On Tuesday, September 2nd, Ron Paul and his Campaign for Liberty hosted the Rally for the Republic, an alternative convention to the RNC, celebrating freedom and liberty. A major theme of the night, printed on the front of the programs was “Calling the GOP Back to its Roots.” While Ron Paul has worked within the Republican Party to spark his Revolution, the feelings from the rest of the Rally were more mixed on that possibility.
Historian Doug Wead started his speech with an open invitation, “Republicans across the river, come back, come home.” Former New Mexico Governor Gary Johnson recited his many accomplishment as a Republican Governor, though he did admit he vetoed just as many Republican bills as Democratic ones from his state congress. In contrast, speakers such as Jessie Ventura and Bill Kaufman denounced the two major parties, and Lew Rockwell went further, condemning not just the GOP but conservatism itself, finding both corrupt at their core.
Grover Norquist, President of Americans for Tax Reform, a bipartisan organization, noted that the GOP has been half successful, no new taxes have been introduced since Bill Clinton in 1993. However he criticized the Republican Party for runaway spending and a growing National Debt.
Across the river in St. Paul, speaker after speaker at the Republican National Convention heralded John McCain’s stance to either lower or maintain tax rates. However, a balanced budget, paying down the debt and controlling government spending were mentioned rarely. The most often example of controlled spending was limiting earmarks. That is a start, but in the grand scheme of a budget of trillions, earmarks barely make a dent.
At the RNC there was unanimous support for the Iraq War and the War on Terror. Mitt Romney complained about the “liberal” government and declared, “Is a Supreme Court decision liberal or conservative that awards Guantanamo terrorists with constitutional rights? It’s liberal.” This was in sharp contrast to the Rally for the Republic where the Iraq War as well as the War on Terror were both condemned. Key features of Bruce Fein’s American Renaissance included civil trials for suspected terrorists and recognizing that America has no moral or legal obligation to spread democracy. Ron Paul admitted that he found the greatest moral crisis of our time is the acceptance of preemptive war.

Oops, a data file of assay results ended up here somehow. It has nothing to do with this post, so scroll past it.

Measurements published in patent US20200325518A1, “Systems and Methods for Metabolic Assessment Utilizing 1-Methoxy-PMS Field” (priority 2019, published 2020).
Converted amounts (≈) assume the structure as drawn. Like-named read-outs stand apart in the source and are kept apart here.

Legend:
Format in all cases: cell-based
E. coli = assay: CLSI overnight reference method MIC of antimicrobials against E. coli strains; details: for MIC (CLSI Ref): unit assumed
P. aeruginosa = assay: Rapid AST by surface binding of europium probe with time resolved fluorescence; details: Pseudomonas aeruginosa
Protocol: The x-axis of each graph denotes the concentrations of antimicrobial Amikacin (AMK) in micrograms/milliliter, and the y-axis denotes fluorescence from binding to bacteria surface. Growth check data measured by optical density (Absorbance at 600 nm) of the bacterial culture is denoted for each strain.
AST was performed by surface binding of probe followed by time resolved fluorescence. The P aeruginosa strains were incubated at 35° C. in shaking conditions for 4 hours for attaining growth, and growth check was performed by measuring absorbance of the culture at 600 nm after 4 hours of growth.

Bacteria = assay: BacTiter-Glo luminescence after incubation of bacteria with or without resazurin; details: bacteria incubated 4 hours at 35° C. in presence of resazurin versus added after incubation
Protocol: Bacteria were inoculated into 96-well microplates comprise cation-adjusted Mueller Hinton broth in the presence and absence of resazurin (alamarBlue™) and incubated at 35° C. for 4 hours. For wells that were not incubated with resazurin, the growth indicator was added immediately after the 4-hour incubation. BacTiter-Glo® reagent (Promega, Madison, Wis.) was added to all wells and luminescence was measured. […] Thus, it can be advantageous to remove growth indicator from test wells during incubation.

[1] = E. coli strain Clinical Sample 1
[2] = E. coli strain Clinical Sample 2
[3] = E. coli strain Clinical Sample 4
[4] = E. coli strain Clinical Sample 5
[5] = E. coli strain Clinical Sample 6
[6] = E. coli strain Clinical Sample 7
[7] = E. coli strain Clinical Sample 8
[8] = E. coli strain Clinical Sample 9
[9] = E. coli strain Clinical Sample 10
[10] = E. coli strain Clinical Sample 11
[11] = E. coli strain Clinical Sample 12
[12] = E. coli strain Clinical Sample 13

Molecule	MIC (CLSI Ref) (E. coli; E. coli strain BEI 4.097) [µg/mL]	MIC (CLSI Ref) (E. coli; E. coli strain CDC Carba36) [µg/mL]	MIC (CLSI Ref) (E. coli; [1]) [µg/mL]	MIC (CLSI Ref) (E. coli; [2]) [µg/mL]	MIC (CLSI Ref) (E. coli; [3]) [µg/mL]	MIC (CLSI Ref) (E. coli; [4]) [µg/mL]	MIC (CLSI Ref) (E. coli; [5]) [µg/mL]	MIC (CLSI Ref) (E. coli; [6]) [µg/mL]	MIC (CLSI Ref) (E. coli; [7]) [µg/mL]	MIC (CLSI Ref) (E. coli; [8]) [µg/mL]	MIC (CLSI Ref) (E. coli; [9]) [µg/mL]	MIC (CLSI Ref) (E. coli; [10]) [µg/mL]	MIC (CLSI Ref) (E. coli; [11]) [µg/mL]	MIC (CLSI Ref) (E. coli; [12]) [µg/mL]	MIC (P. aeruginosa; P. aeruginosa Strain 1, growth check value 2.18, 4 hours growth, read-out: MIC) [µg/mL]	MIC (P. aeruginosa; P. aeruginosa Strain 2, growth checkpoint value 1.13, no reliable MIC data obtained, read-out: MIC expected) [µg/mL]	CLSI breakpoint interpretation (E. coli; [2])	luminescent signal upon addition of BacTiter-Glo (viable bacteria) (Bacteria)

When I interviewed some delegates at the RNC, I found a few who actually approved some of Ron Paul’s constitutional views on the role of government, yet they disagreed on his position to end the Iraq War immediately. One particular delegate from Texas felt that Congress needed someone like Ron Paul, but he could never support him in a leadership position. This same delegate also believed that Ron Paul was a bit hypocritical when Paul would add earmarks to bills for his district and then vote against those bills, knowing that the bills were sure to pass anyway.
The Republican Party was not friendly to Ron Paul at the convention since he would not support John McCain for President. The Party required a chaperon accompany Dr. Paul at the convention. During the delegate roll call, delegate votes for Ron Paul were continuously ignored. Some of his delegates did decide to support John McCain at the last minute in a show of state and party unity.
Back at the Rally for the Republic, when I questioned Ron Paul supporters on whether the Revolution would come from within the GOP or from outside, I received mixed answers. However, the responses did relate to how close they were previously associated with the Republican Party prior to Ron Paul’s campaign. Long time Republicans felt the Revolution was more likely to emerge from within the GOP, or at least they hoped. One supporter felt that for the revolution to truly spread across America, it would have to come from everywhere, the Republican Party, the Democrat Party as well as from independents.
I also questioned the supporters on their current preference for President since Ron Paul’s campaign ended a while ago. I could not find a single Obama supporter. When I questioned the Rally-goers on their feelings towards Obama, I was surprised to find that their problems did not come from his liberal views of domestic government, but instead they felt he was just another politician who could not be trusted. This did echo many of the speakers at the Rally who saw little real difference between Obama and McCain, both were just more of the same. One person I talked to was from Chicago and had been aware of Obama for some time now leading to his distrust.
I was also able to find only a single McCain supporter, though she did admit to being a loyal member of the GOP who preferred Ron Paul, but supported any Republican nominee. The rest of the Ron Paul supporters were split between Libertarian Party candidate Bob Barr and Constitution Party candidate Chuck Baldwin, with one person planning to leave the Presidential vote blank on his ballot.
In the end it seems that while there is a great deal of support for Ron Paul’s Revolution, many of the Revolutionaries just don’t feel attached enough to the Republican Party to spend all that much effort calling the GOP back to its roots. The GOP itself just doesn’t seem to want a Revolution, and is happy running out candidates like Rudy Giuliani, Mitt Romney and John McCain. If the Revolution is to grow, it will have to shed the Republican Party. Perhaps the new champion will be Jesse Ventura in 2012?